TORONTO-From class size reductions to the elimination of for-profit long-term care homes, to rebates for the purchase of electric vehicles: similar or similar promises abound on the platforms of the NDP and the Ontario Liberals, in a career where leaders have not yet. not working together.
In any case, the leader of the New Democratic Party (NDP), Andrea Horwath, and the Liberal leader, Steven Del Duca, announced on Thursday that they would not support a minority Progressive Conservative government.
Polls suggest the Progressive Conservatives are close to re -election, but if they fail to get another majority, Ms Horwath and Mr Del Duca will have decisions to make. If they do not want to overthrow the government immediately, they can choose to support the other party that has won more seats, or cooperate with it in some form.
Mr. Del Duca said Thursday that he was willing to work on a minority government scenario with any party that shared his priorities, such as investing in public education and care for the elderly.
“Doug Ford cannot lead this province. That doesn’t mean there may not be people here in my community who can vote Conservative in the past and can share my desire to invest in public education. If that is the case – and I believe it is – then I am willing to work with anyone who wants smaller class size and financial dignity, and a revolution in aged care and a plan to combat the climate crisis.
While in Vaughan on Thursday, Del Duca spoke about plans to limit class size to 20 students for all grades and hire 10,000 additional teachers.
“Liberals have 15 years”
The New Democrats, for their part, have notably pledged in education terms to limit classes from 4th to 8th grade to 24 students, and will hire 20,000 teachers and education workers. .
Ms. refused. Horwath to think on Thursday if he can work with Mr Del Duca-he is campaigning to become prime minister to prioritize the public education system.
“Whatever Steven Del Duca says now, he’s 15 to make sure we have smaller classes, and the Liberals refused to do that,” he said, referring to the Liberal government in 2003 to 2018, if where Mr. served. Del Duca as minister for several years.
The Liberals have not yet released their full platform, but education does not stop at the similarity of the promises of the two parties.
Both pledged to cancel plans to build Highway 413, reduce greenhouse gas emissions by 50% below 2005 levels by 2030, achieve carbon neutrality by 2050, expand the protected “Green Belt,” which offering rebates for electric vehicles, planting millions of trees, removing para- earning long-term care homes, increasing beneficiary attendant salaries, fully covering medicines for prevent and treat HIV, and repeal “Bill 124”, which limited wage increases in the public and parapublic sectors.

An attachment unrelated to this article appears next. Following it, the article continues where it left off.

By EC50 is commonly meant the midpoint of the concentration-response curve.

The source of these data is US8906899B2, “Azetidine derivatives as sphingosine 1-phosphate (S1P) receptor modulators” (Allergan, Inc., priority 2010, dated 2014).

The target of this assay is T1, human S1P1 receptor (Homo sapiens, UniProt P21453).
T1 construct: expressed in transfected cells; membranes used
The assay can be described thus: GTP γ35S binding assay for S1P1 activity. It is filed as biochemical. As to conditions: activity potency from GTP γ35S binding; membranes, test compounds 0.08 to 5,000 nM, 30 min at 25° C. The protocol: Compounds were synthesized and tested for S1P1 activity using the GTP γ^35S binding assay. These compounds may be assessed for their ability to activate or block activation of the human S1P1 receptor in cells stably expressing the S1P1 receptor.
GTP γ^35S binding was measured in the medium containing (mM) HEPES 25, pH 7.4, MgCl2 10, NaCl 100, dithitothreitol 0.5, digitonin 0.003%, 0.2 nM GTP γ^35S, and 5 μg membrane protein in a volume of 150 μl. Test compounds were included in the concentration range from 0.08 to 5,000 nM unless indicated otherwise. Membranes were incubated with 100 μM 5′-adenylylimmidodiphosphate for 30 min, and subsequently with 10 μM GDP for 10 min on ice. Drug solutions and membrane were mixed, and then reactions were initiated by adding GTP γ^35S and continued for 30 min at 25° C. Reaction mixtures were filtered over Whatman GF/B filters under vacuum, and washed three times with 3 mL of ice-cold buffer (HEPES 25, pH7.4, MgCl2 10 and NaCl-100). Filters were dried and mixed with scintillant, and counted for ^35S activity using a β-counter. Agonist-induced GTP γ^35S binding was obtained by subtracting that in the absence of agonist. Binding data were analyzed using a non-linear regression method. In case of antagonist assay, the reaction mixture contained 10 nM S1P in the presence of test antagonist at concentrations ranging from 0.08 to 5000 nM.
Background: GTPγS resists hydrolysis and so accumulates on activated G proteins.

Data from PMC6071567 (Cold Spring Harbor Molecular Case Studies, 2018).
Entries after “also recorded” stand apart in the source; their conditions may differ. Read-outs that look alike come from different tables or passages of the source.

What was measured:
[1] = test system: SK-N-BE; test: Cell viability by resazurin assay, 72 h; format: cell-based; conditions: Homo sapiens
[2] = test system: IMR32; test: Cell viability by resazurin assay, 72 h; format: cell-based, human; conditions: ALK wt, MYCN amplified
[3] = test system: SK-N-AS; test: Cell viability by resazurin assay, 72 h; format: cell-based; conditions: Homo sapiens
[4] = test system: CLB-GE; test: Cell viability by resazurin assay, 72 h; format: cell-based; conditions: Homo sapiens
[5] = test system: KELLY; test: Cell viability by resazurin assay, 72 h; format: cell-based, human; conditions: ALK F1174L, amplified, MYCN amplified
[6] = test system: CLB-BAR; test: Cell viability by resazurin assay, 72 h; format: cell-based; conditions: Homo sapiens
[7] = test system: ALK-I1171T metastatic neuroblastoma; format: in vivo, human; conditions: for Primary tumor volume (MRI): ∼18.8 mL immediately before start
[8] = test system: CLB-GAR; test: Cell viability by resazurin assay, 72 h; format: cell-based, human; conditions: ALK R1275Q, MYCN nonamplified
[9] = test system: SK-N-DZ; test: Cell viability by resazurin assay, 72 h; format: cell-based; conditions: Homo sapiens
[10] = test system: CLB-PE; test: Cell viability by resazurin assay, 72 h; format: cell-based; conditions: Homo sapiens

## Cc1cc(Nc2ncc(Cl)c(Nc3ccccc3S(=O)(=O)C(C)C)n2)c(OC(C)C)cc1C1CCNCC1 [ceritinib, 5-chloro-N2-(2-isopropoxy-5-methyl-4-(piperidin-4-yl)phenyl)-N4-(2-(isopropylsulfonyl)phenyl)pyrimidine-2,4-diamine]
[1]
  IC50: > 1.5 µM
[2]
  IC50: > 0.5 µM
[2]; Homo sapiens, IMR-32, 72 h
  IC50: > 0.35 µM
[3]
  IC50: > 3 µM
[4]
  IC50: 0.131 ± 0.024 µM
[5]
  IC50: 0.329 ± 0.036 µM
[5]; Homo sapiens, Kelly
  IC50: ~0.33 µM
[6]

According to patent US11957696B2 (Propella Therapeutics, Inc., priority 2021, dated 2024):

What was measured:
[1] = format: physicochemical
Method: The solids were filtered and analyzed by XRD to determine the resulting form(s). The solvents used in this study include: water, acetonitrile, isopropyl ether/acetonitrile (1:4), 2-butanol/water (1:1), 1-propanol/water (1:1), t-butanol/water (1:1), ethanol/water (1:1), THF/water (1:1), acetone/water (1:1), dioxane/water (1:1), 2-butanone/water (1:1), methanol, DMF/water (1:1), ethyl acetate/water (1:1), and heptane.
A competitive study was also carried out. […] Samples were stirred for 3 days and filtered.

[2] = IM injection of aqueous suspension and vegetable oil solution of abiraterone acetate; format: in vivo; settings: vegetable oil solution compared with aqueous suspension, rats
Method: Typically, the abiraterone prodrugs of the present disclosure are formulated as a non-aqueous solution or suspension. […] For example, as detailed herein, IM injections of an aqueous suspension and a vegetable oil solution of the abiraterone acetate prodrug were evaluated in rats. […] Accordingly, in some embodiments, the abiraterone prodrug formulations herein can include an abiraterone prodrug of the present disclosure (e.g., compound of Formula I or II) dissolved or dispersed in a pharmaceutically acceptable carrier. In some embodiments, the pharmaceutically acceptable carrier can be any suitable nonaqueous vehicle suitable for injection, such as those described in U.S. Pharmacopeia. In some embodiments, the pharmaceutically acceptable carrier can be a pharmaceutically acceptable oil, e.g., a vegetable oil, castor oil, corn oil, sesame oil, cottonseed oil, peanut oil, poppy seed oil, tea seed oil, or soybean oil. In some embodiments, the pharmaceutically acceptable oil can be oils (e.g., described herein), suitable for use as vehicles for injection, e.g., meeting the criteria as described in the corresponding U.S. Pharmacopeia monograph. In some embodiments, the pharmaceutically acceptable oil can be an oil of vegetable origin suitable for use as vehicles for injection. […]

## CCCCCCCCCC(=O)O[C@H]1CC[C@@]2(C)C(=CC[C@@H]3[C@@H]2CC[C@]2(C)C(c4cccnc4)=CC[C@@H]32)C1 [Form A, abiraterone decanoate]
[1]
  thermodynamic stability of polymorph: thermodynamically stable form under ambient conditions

They both promised, among other things, to appoint a minister for the fight against racism, to implement the pay transparency law, to put in law 10 days of paid sick leave, to raise the minimum wage. and allow workers in the “gig. economy” to be treated as employees, among others.
Voters did not scan platforms
Colin MacDonald, director of public affairs firm Navigator and former Liberal staffer, said most voters don’t spend their days browsing the platforms. “It largely depends on how the leaders behave, the professionalism and quality of the campaign, the candidates, and the track record of delivery and effectiveness, whether in government or in opposition.”, He argued.
Voters also base their decisions on certain issues that matter most to them, the likelihood of a party acting on those priorities, or which party seems most likely to overthrow a government they don’t like. , said Mr. MacDonald.
Both the NDP and the Liberals have focused their messages on this last point: they are telling voters that they are the only ones who can defeat Doug Ford. The New Democrats point out that they are ahead in terms of incumbents, while Liberals say that historically they are more likely to win an election.
Not natural for liberals
The platform similarities are unlikely to be due to some sort of calculated step toward a possible coalition, said Karl Baldauf, vice president of McMillan Vantage Policy Group. And for Mr. Del Duca, it may be useless to consider this kind of scenario, he said.
“An NDP-led coalition, which Liberals are likely to take seriously, I think will present a generational challenge for the Ontario Liberal Party: be a junior partner,” said Mr. Baldauf, a former staff member. . progressive-conservative.
During his campaign on Thursday, Mr Ford said voters would have a clear choice on June 2 “between a government that does things, or that builds-more-roads, hospitals, schools, in all fields, which returns money to people’s pockets, which creates hundreds of thousands of jobs. ”
“The other choice is to sit there and see what happened for 15 years: they destroyed our province. They talk, talk, talk, they make committee after committee, meeting after meeting. Did nothing.”